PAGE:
On health, Conservatives succeeded in moving the UK from being one of the best ranked in the world in the 1960s and 1970s through to one of the worst countries in Europe for health outcomes after their period of hegemony. The UK used to have one of the very best rates of child health in the world. However, by 1990, following 11 years of Tory underfunding, six countries in Europe had lower neonatal mortality rates than the UK, but that was just the start of the decline. By 2015 the UK ranked 19th for neonatal mortality across Europe. Most recently the situation has become far worse, as infant mortality in the UK has risen year after year from 2015 onwards. Nowhere else in Europe has it risen. Similarly, but for separate reasons, overall life expectancy across the UK peaked in 2014 and has fallen since. Again, nowhere else in Europe has a record of change as bad as this. And again, such an extreme record does not happen by chance. It requires a huge amount of work to shift a country from being so successful in terms of comparative health outcomes, to so unsuccessful over such a short space of time. They are indeed competent – at making life much worse for most people.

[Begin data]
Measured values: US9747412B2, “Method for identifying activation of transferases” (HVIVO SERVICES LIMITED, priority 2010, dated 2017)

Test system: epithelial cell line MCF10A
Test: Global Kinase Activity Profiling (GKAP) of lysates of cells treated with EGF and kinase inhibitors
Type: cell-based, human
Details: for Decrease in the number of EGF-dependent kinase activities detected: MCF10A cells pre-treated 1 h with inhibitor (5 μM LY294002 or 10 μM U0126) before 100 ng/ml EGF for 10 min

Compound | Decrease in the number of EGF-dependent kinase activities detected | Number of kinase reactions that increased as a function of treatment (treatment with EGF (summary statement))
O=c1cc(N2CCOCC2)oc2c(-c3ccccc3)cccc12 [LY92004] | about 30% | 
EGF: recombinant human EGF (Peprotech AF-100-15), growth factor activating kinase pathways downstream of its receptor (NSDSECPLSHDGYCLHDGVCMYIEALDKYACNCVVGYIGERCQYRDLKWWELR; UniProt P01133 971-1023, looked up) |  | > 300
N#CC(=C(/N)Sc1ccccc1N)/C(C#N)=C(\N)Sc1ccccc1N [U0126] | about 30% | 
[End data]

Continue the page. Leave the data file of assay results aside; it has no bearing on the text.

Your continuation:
How should Labour respond? How do you respond to wreckers who have such a different view of what is right and fair and decent?
Labour’s answer on education is to offer a National Education Service, which is laudable, but which has echoes of the 1940s in its title, implying that Whitehall operating benignly from above will somehow create a situation in which your child – and since the 1980s it’s all about ‘you and your family’ – will prosper. If it’s all about you and if you don’t have children, or if you have the money to live in the good catchment area, or send your children private, then evaluative voluntary individualist logic tells you to vote Tory. In fact, for your children to get ahead, you need less spent on the education of the ‘competitor’ children or grandchildren. A very large minority of the British population have been taught not to share well in recent decades. Because of this it is perhaps not surprising then that in 2019, around 40 per cent of adults have still been saying in opinion poll after opinion poll they are happy to lend their support to the Conservatives.